Amid the historical developments that gave rise to modern Norway, Ross also traces the cultural developments, chalking up a big part of Norway’s success to the quiet modesty that stereotypically characterizes its people. He sees the development of the national identity as a product of the almost too-perfect marriage of history and geography: the movement from the Viking era to Danish rule to Swedish rule and finally to modern statehood, all while inhabiting “a perpetual cul-de-sac” at the edge of the world, gave rise to a peculiar brand of modesty born of the paradoxical blend of isolation and expedition.

The book is organized around the structure of that marriage. The first part discusses Norway’s special geography and its inhabitants’ long-documented penchant for looking “outward” (from Erik the Red and Leif Eriksen) and “forward,” as immortalized in the name of Fridtjof Nansen’s Arctic research ship, Fram).

Part two traces the “fractured” historical timeline that helped shape Norway’s political position. As Ross succinctly notes, “Simplified to its core, Norway in 1000 seemed invincible; by 1500 it had vanished into the Danish maw; by 2000 Norwegians again seemed atop the world.” He shows that after independence from Denmark, being swept under a corner of the rug of Swedish power allowed Norway to express its national identity without the need for “militaristic nationalism.” The state, he argues, was “muffled” so the nation could sing.

The third, and to my mind, weakest part of the book discusses the contemporary moment, examining Norway’s complicated (and compliant) relationship with the EU, oil, and the Nobel Peace Prize. These chapters get bogged down in comparisons with European neighbors and the wonky alphabet soup of European political organizations. The exception is the chapter on oil, where Ross rightly points out that much “has been written about what oil has done for Norway. Thoughtful types increasingly ask what it’s doing to Norway.”

A few pieces of the puzzle are conspicuously missing, or merit mere passing mentions. One chapter is devoted to the rise of Norwegian sports. It feels a bit obligatory, as though one can’t speak of Norway’s dominance in global issues without mentioning sports. But a more serious gap is a missing chapter on the Nazi occupation of Norway. Ross finishes the chapter on the Swedish union by rightly suggesting that the Nazi occupation was “a coming trial that would prove the making of contemporary Norway,” only to follow with the chapter on sports, leaving out a dark but vital moment in the story of little big Norway.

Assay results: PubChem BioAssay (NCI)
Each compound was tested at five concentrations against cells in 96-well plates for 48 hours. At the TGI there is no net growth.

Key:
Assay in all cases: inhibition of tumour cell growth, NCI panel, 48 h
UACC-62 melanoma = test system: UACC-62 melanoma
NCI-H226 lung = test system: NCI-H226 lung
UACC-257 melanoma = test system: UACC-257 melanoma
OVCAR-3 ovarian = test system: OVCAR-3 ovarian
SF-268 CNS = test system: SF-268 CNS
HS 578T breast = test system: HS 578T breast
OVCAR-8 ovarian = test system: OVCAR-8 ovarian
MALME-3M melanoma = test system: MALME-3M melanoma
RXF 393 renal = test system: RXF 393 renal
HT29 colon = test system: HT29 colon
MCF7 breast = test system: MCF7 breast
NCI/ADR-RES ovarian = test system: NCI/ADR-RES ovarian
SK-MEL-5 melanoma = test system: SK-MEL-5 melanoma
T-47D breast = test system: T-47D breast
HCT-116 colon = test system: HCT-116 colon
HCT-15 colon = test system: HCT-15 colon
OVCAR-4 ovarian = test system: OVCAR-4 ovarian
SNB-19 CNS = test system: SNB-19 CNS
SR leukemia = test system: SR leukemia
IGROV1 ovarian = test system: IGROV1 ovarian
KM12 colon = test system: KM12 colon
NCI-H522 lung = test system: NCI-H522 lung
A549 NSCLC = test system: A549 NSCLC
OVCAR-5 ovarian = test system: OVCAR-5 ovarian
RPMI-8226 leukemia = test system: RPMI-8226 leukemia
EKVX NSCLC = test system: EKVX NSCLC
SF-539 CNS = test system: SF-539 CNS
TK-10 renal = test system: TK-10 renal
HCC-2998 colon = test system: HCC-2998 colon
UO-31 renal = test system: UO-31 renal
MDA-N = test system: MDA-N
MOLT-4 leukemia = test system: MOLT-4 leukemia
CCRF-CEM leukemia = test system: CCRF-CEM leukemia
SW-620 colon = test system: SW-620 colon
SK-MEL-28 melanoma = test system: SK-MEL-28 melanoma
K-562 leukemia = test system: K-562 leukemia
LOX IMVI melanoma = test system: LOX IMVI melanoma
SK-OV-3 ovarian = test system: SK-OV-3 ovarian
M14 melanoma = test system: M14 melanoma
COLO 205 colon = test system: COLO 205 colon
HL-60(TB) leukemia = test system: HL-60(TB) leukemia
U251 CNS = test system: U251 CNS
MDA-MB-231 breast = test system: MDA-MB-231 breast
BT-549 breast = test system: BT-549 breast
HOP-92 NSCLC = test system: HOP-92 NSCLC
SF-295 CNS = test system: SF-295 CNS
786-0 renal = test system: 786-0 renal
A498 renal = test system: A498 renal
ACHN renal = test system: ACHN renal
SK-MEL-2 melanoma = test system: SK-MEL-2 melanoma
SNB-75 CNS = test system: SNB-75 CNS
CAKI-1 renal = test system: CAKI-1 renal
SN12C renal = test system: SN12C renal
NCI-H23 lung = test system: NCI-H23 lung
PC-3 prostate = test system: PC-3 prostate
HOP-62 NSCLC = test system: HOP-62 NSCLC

Indeed, short of a multi-volume tome, it is impossible to fully achieve what Ross sets out to do in this well-researched and, overall, sharply written overview. The energy of his prose and his obvious personal investment in, as he puts it, “finding Norway,” make for a compelling read. And despite a couple of notable gaps, The Rise of Little Big Norway is a truly enlightening—and unexpectedly timely—glimpse into the becoming of the little nation that gives this newspaper its name. Whether the structures Ross describes are resilient enough to endure the coronavirus pandemic remains to be seen. But given the fractured timeline this book traces, there’s plenty of reason to hope.

The Rise of Big Little Norway was published in 2019 by Anthem Books and is available in paperback at most major booksellers online.

This article originally appeared in the May 8, 2020, issue of The Norwegian American.

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Andy Meyer

Andy Meyer is a literature and language teacher with over 15 years of experience in colleges, universities, and independent high schools. He holds a Ph.D. in English from the University of Washington and teaches Norwegian there. In 2015-2016, he was a Fulbright Roving Scholar in Norway.